• How do we fight miasma
    • Ask ourselves whether we can name who would be bothered by a particular action
    • Then ask ourselves whether we can take specific actions to address concerns, rather than just not doing the thing

Unrolling Social Metacognition: Three Levels of Meta Are Not Enough

  • Conceptual introduction by example
    • Alex leaves the milk out
    • Bailey observes Alex leave the milk out and thinks that it’s bad
    • Alex feels judged by Bailey’s observation
    • Alex reflects on being judged, doesn’t like it, and concludes that Bailey is a “downer”
  • Higher levels of metacognition get distilled into “is a downer” or “is welcoming”
    • These levels track reality, but are often oversimplifications
  • People don’t usually unroll their metacognition when it comes to social events – why?
    • People aren’t aware that this is something that they can do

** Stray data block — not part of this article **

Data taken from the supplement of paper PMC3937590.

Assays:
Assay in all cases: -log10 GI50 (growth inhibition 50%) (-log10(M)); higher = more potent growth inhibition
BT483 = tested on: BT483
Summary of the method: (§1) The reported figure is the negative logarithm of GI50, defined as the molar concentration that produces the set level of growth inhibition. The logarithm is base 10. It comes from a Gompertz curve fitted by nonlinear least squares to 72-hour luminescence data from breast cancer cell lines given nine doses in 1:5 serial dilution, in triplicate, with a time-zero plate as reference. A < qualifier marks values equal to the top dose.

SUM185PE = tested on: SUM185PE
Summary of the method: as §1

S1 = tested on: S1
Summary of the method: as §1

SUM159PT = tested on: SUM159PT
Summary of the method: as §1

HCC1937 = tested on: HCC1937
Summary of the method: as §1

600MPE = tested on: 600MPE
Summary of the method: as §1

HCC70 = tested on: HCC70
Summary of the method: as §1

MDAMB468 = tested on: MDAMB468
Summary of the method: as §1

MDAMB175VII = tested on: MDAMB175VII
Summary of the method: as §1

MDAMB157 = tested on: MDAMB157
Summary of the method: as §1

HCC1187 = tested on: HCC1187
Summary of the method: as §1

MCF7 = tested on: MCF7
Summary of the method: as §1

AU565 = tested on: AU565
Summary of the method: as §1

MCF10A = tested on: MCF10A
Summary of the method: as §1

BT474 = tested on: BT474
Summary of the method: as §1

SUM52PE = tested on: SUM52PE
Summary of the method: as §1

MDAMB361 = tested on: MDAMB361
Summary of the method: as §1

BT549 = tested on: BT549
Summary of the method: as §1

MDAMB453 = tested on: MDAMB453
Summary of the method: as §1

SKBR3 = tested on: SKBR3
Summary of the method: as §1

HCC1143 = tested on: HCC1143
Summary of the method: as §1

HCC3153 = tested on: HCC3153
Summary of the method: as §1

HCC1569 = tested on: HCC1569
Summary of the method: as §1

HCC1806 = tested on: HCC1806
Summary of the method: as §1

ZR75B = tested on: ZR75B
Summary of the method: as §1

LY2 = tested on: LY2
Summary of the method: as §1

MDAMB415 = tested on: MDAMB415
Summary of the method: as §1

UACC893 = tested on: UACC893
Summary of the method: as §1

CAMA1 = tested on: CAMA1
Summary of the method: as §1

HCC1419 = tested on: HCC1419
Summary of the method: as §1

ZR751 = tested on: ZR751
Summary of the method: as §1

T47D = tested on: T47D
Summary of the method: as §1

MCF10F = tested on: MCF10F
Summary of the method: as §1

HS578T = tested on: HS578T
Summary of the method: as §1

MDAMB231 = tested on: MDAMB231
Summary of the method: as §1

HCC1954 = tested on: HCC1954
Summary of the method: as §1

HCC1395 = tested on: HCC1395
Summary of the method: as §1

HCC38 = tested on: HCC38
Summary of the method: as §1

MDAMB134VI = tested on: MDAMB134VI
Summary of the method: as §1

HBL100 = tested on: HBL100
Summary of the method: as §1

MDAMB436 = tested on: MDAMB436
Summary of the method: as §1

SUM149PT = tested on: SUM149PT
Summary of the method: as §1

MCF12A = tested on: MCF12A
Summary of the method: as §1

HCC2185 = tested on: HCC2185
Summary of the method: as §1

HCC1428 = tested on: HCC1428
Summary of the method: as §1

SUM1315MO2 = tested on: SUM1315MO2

• Requires work – usually a shared Google doc or whiteboard
  • Why can’t this be replaced by a simple analogy
    • Sometimes you want the other person to feel judged
    • Sometimes saying you’re sorry comes off as a platitude
  • How generalizable is this unrolling technique
    • Has been used with multiple people
    • Works with people who don’t have a background in symbolic reasoning
  • Relation to miasma and hype
    • “Miasma” can be viewed as negative ungrounded social metacognition
    • “Hype” can be viewed as positive ungrounded social metacognition